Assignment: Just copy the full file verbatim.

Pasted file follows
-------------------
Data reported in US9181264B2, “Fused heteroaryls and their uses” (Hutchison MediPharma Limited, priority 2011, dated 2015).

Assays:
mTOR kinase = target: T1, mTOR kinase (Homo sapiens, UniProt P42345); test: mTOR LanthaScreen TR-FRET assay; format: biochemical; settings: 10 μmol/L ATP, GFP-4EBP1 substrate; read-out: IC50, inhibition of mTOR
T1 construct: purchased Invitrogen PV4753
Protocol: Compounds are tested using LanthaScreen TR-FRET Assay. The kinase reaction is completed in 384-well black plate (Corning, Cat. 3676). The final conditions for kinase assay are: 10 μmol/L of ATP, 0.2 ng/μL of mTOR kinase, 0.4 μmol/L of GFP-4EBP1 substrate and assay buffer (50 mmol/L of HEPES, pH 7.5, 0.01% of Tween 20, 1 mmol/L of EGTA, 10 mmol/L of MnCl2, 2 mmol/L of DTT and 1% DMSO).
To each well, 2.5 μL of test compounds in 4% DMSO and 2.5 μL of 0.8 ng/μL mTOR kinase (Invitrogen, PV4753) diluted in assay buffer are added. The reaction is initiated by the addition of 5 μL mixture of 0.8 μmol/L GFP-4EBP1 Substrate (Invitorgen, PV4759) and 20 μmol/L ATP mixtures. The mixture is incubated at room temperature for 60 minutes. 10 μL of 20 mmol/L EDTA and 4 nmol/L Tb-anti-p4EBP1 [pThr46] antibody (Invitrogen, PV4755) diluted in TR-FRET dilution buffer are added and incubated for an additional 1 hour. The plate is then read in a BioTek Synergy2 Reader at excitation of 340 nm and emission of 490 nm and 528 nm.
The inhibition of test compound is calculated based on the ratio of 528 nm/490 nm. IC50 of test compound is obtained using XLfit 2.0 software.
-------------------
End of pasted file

Data reported in US9181264B2, “Fused heteroaryls and their uses” (Hutchison MediPharma Limited, priority 2011, dated 2015).

Assays:
mTOR kinase = target: T1, mTOR kinase (Homo sapiens, UniProt P42345); test: mTOR LanthaScreen TR-FRET assay; format: biochemical; settings: 10 μmol/L ATP, GFP-4EBP1 substrate; read-out: IC50, inhibition of mTOR
T1 construct: purchased Invitrogen PV4753
Protocol: Compounds are tested using LanthaScreen TR-FRET Assay. The kinase reaction is completed in 384-well black plate (Corning, Cat. 3676). The final conditions for kinase assay are: 10 μmol/L of ATP, 0.2 ng/μL of mTOR kinase, 0.4 μmol/L of GFP-4EBP1 substrate and assay buffer (50 mmol/L of HEPES, pH 7.5, 0.01% of Tween 20, 1 mmol/L of EGTA, 10 mmol/L of MnCl2, 2 mmol/L of DTT and 1% DMSO).
To each well, 2.5 μL of test compounds in 4% DMSO and 2.5 μL of 0.8 ng/μL mTOR kinase (Invitrogen, PV4753) diluted in assay buffer are added. The reaction is initiated by the addition of 5 μL mixture of 0.8 μmol/L GFP-4EBP1 Substrate (Invitorgen, PV4759) and 20 μmol/L ATP mixtures. The mixture is incubated at room temperature for 60 minutes. 10 μL of 20 mmol/L EDTA and 4 nmol/L Tb-anti-p4EBP1 [pThr46] antibody (Invitrogen, PV4755) diluted in TR-FRET dilution buffer are added and incubated for an additional 1 hour. The plate is then read in a BioTek Synergy2 Reader at excitation of 340 nm and emission of 490 nm and 528 nm.
The inhibition of test compound is calculated based on the ratio of 528 nm/490 nm. IC50 of test compound is obtained using XLfit 2.0 software.